TRUMANN, AR (KAIT) - The city of Trumann Monday expressed interest in acquiring properties near Mulberry Street to alleviate flood problems. Mayor Shelia Walters told Region 8 News she'd like to purchase additional property to construct a retention pond, which would hold excess storm water and slowly release it into the drainage system.
"We have three or four areas in town that need attention, some worse than others. We're looking at potentially acquiring extra property that we might use as a reservoir to take care of certain sections of town," said Walters.
Walters attended a public assistance meeting held by FEMA and the Arkansas Department of Emergency Management. Officials from Poinsett, Greene, Fulton and St. Francis Counties were also present.
The meeting was held to give information to government officials about how to obtain money spent during severe storms that rolled through Arkansas from April 27 - May 23. 37 Counties in Arkansas were declared for public assistance by the President. In late April, the city of Trumann received more than 6 inches of rain in a matter of hours.
"We have a game plan now that we will hope will alleviate some of the flooding. It will not immediately take care of the problem, but if we can keep it from getting into a home and off their yards, that'd be a good start," said Walters.
Walters was told by FEMA that the acquisition of property to prevent future damages would not be covered by FEMA; however, the acquisition could be under the Arkansas Department of Emergency Managements 404 program.
"The biggest problem is having a place to put the excess water. We just don't have any place to store it right now, and once the drainage ditches get full, it's just here," said Scotty Jones, Trumann Water & Sewer.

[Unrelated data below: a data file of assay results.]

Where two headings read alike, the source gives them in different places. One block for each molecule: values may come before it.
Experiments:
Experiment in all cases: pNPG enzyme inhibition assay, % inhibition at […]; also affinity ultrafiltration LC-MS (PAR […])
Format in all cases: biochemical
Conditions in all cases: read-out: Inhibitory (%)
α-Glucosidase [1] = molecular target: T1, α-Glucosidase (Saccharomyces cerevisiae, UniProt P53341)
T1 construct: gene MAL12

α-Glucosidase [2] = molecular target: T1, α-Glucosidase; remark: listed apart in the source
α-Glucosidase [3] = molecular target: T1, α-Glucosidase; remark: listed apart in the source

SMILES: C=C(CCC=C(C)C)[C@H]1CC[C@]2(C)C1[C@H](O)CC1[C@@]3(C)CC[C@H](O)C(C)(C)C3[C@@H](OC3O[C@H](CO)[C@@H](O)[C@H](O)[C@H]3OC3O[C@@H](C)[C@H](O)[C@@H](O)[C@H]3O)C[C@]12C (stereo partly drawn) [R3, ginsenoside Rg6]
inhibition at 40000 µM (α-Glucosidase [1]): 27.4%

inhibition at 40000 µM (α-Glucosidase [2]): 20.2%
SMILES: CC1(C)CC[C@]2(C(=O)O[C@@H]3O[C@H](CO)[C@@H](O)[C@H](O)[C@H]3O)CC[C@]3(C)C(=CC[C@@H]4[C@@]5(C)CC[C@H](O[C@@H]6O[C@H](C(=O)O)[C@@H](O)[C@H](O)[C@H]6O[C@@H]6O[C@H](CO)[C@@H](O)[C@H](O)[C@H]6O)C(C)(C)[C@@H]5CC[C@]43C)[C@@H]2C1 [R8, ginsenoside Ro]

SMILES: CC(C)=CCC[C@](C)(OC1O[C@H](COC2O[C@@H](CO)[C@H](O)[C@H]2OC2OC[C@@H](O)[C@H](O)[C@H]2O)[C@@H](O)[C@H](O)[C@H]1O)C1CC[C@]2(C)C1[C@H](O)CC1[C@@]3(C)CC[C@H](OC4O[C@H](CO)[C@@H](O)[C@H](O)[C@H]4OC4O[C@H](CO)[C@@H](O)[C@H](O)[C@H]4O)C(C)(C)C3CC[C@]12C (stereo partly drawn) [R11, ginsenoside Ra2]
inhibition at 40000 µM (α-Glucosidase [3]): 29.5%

Jones said the city is reviewing the plan to purchase property and build a retention pond. Jones said the drainage ditch that runs parallel to Pine Street, just off Mulberry, can only hold so much water. He said the water backs up when other water systems are full.
"Once the drainage ditches get full, there's just no place for the water to go," said Jones.
Jones told Region 8 News the potential project would cost the city $50,000 plus the cost of property. Right now, the city doesn't know how much it can or may spend on land acquisitions.
"If that's possible and she acquires the land, we've got figures on the pump, the pipe, what it's going to take to get that water off Mulberry and off that part of town," said Jones.
In early May, Region 8 News first reported the city possibly using two large lagoons located at the old sewage plant south of town. The plant is more than a mile from Mulberry. Jones said it's more feasible to lay a few hundred feet of pipe. Laying pipes from Mulberry to the sewage plant could cost more than $30,000.
"When we do get the pond, once we're able to pump into the pond, once the drainage ditches go down, we'll be able to discharge that water and pretty well keep that pond empty," said Jones.
According to Jones, the flooding problem along Mulberry is the top concern for the city. Other areas of town also flood, but rarely does the water get into homes.
"We're going to try to start with Mulberry because that's the worst area. That's where it gets into the houses first," said Jones. "We're looking at late summer before the bad weather. Before it gets cold in the winter time. That way we'd be ready for the next spring's heavy rains."
Rachel Poulson has been a flood victim several times. She said she likes the plan to build a retention pond, but the city needs to keep the current drainage system clean.
Poulson said she's tired of seeing trash and tall vegetation in the ditch. She said that slows down the flow of water during drainage.
"I think it would work, at least it would get the water out of the road and hopefully down the ditches," said Poulson. "I'm hoping that it will take care of the situation and I would like to see it done before it happens again."